This book was received for free in return for an honest review.
“Every human experience is unique, but The Eagle Tree provides insight into one distinctive and uniquely important perspective. The descriptions of climbing in The Eagle Tree get deep into the mathematical pattern-based sensory world of a person with autism. The experience of navigating a tree climb is described with mathematical and sensory detail that seems very authentic to me.” —Temple Grandin, PhD, author of Thinking in Pictures and Emergence: Labeled Autistic
“The Eagle Tree is a gorgeously written novel that features one of the most accurate, finely drawn and memorable autistic protagonists in literature. The hero of the book is like a 14-year-old Walt Whitman with autism, seeking communion with the ancient magnificent beings that tower over the landscape around Olympia, Washington. Ned Hayes plays with the conventions of the unreliable narrator so that you end up feeling like March is a very reliable narrator of glorious and terrifying aspects of the world that neurotypicals can’t see. Credible, authentic, powerful. A must-read.” —Steve Silberman, author of NeuroTribes: The Legacy of Autism and the Future of Neurodiversity, winner of Samuel Johnson Prize for Non-Fiction
“The Eagle Tree portrays a teenager who is believable and lovable. March, the main character, is a living, breathing person with significant challenges who is so realistic I feel I know him. I have not enjoyed an autistic novel as much since The Curious Incident of the Dog in the Night-Time. The Eagle Tree’s beautifully written narrator is a real joy—March Wong is an unexpected leader who remains true to himself and prevails. This novel of family and forest will leave an indelible mark on your heart.” —Susan Senator, New York Times featured author of Making Peace with Autism and Autism Adulthood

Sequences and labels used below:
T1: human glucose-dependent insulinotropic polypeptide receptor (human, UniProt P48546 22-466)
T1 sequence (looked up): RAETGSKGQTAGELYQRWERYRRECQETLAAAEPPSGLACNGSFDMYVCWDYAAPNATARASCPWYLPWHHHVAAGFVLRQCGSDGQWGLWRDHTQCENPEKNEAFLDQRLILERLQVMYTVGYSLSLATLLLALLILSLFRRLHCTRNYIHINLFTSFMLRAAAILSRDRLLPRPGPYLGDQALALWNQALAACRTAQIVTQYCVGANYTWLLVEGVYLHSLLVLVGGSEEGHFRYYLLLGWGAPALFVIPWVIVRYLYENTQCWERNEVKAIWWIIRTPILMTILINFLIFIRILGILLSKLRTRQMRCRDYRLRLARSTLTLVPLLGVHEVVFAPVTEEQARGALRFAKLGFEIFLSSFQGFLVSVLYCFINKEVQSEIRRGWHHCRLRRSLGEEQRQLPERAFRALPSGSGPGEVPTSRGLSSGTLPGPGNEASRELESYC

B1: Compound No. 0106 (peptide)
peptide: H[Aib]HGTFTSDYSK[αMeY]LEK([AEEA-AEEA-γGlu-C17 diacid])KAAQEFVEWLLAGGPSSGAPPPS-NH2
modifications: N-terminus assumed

“A wonderful read! To say that the narrator’s mind is unusual would not be correct. His mind is simply and marvelously unique like yours and mine. Or rather, like yours and mine could be if we lifted the eyes of our hope to the crowns of trees and listened to the voice of our neglected spirit. The Eagle Tree will remind you of the beauty and truth you may have forgotten.” —Francisco X. Stork, award-winning author of Marcelo in the Real World
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Ned Hayes holds an MFA in creative writing from the Rainier Writing Workshop at Pacific Lutheran University. His historical novel, Sinful Folk, was nominated for the Pacific Northwest Booksellers Association Award.
The Eagle Tree is based on his past experience working with children on the autistic spectrum and on family and friends he knows and loves. He lives with his wife and children in Olympia, Washington.
More about Ned Hayes can be found at NedNote.com. Connect with him on Twitter.